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Setting up a NIS Client with NYS

Throughout the remainder of this chapter, we will cover the configuration of a NIS client.

Your first step should be to tell NYS which server to use for NIS service, setting it in the /etc/yp.conf configuration file. A very simple sample file for a host on the Winery's network may look like this:

The first statement tells all NIS clients that they belong to the winery NIS domain. If you omit this line, NYS will use the domain name you assigned your system through the domainname command. The server statement names the NIS server to use. Of course, the IP address corresponding to vbardolino must be set in the hosts file; alternatively, you may use the IP-address itself with the server statement.

In the form shown above, the server command tells NYS to use the named server whatever the current NIS domain may be. If, however, you are moving your machine between different NIS domains frequently, you may want to keep information for several domains in the yp.conf file. You can have information on the servers for various NIS domains in yp.conf by adding the NIS domain name to the server statement. For instance, you might change the above sample file for a laptop to look like this:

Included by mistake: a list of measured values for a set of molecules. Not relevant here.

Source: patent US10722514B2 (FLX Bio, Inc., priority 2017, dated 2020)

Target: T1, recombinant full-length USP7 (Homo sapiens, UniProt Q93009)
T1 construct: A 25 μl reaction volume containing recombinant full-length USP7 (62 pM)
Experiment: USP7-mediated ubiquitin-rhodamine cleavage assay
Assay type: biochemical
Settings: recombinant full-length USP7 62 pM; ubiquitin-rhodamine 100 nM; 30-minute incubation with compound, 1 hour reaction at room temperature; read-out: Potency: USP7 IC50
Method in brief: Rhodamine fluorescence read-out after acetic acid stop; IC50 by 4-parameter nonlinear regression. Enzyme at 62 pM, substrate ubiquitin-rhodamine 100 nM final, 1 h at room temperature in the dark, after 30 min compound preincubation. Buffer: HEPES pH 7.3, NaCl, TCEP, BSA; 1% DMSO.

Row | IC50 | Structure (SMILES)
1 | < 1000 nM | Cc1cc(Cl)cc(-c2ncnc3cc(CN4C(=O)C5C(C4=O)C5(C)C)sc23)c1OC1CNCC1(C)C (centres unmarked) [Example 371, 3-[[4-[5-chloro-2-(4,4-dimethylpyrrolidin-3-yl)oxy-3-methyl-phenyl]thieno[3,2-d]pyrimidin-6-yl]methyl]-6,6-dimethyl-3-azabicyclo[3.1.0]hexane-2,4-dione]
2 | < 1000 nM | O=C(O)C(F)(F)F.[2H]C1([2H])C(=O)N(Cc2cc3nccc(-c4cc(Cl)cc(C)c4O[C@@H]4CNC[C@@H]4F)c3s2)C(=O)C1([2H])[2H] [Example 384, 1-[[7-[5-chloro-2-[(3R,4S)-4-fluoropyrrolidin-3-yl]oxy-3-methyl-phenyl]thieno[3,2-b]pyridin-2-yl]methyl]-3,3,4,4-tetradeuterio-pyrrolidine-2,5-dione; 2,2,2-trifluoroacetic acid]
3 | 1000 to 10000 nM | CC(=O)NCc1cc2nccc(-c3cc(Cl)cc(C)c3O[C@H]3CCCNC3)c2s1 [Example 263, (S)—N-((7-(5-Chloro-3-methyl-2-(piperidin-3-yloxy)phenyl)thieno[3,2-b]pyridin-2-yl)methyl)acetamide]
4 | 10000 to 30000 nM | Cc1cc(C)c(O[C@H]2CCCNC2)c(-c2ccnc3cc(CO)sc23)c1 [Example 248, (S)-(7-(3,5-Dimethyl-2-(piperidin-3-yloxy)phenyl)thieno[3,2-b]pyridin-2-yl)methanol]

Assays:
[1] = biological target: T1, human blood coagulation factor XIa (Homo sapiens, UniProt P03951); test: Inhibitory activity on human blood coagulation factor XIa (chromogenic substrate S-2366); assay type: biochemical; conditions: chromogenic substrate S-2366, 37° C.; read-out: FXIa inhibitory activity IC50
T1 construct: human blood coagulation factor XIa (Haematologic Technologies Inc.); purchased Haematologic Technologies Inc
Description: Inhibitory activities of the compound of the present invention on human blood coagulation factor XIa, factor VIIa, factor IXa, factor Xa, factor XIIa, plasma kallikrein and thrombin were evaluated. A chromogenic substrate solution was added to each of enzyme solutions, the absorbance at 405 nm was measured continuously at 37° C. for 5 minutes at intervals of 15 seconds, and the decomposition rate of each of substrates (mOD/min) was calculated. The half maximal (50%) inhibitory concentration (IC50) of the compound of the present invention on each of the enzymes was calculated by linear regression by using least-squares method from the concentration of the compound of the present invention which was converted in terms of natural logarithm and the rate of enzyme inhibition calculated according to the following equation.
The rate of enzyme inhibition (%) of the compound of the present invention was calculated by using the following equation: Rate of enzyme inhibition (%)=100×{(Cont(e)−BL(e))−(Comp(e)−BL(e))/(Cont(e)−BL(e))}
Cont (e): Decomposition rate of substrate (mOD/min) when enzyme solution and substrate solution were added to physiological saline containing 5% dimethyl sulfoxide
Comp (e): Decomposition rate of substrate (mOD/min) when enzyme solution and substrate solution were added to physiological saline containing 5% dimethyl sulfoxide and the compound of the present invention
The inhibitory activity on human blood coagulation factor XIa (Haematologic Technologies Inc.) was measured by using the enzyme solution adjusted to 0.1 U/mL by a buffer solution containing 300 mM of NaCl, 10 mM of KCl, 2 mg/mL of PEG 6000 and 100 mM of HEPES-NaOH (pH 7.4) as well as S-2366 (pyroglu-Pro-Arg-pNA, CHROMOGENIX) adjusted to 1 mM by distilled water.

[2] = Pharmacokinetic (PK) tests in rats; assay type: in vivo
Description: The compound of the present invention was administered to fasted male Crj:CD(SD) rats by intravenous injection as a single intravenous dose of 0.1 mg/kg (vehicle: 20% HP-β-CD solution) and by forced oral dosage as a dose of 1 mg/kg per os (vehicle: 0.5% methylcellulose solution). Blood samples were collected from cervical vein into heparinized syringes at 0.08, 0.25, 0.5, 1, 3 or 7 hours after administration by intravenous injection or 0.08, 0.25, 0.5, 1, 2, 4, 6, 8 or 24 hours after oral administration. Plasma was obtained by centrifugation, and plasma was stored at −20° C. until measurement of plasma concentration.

This allows you to bring up the laptop in any of the two domains by simply setting the desired NIS domain at boot time through the domainname command.

After creating this basic configuration file and making sure it is world-readable, you should run your first test to check if you can connect to your server. Make sure to choose any map your server distributes, like hosts.byname, and try to retrieve it by using the ypcat utility. ypcat, like all other administrative NIS tools, should live in /usr/sbin.

The output you get should look something like that shown above. If you get an error message instead that says ``Can't bind to server which serves domain'' or something similar, then either the NIS domain name you've set doesn't have a matching server defined in yp.conf, or the server is unreachable for some reason. In the latter case, make sure that a ping to the host yields a positive result, and that it is indeed running a NIS server. You can verify the latter by using rpcinfo, which should produce the following output:

Next: Choosing the Right Maps Up: The Network Information System Previous: Running a NIS Server

Andrew Anderson
Thu Mar 7 23:22:06 EST 1996